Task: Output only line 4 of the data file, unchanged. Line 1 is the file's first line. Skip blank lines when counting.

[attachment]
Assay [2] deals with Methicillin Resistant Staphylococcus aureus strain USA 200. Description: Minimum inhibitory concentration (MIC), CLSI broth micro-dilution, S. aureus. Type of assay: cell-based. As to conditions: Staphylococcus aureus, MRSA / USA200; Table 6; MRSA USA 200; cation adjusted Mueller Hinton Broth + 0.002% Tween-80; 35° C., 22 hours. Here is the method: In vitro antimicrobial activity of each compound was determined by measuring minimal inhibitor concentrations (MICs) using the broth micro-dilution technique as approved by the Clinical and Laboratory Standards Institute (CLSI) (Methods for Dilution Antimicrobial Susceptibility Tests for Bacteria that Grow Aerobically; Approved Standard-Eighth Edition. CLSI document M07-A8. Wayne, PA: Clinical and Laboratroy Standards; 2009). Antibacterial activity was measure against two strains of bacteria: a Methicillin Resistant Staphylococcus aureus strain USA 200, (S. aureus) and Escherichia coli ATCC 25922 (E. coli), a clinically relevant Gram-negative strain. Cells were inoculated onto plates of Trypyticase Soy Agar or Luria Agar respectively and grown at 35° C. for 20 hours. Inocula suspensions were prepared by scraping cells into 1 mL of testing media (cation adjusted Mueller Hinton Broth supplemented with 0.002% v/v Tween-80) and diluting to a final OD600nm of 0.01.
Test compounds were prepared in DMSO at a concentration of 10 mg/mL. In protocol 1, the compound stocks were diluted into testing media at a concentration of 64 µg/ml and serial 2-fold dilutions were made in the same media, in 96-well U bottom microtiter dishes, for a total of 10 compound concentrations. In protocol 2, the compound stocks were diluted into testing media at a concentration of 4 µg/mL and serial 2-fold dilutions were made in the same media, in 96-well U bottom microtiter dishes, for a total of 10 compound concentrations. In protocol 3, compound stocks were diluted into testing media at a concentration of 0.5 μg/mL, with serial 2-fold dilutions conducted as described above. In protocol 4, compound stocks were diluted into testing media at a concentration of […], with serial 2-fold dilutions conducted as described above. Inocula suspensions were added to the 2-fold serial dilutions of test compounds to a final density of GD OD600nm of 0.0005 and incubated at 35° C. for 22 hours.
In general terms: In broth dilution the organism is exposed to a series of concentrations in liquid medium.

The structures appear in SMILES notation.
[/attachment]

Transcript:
The structures appear in SMILES notation.